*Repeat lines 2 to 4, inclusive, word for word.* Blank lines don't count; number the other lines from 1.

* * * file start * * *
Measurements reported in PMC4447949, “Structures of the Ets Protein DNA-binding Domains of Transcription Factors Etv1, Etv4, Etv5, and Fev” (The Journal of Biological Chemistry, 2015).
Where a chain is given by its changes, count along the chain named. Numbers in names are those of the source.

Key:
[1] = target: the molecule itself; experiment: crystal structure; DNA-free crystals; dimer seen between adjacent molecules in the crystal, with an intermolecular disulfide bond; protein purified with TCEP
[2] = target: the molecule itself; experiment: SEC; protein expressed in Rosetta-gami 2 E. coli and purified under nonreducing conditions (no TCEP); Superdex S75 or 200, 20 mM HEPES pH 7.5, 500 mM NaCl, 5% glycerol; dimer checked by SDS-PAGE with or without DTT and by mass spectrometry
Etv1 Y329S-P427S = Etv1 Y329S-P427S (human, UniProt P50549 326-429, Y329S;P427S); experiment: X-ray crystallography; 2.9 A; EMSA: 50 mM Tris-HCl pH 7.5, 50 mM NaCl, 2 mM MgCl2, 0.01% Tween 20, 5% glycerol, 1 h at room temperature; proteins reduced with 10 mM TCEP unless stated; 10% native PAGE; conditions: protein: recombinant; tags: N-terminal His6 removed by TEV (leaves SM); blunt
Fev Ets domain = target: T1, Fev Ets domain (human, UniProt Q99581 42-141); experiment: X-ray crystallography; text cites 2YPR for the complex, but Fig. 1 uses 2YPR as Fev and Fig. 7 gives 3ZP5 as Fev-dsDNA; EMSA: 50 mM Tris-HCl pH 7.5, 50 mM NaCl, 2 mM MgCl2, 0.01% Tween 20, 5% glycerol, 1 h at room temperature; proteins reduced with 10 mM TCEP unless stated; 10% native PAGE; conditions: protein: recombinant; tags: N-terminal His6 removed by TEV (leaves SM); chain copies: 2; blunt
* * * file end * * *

Where a chain is given by its changes, count along the chain named. Numbers in names are those of the source.

Key:
[1] = target: the molecule itself; experiment: crystal structure; DNA-free crystals; dimer seen between adjacent molecules in the crystal, with an intermolecular disulfide bond; protein purified with TCEP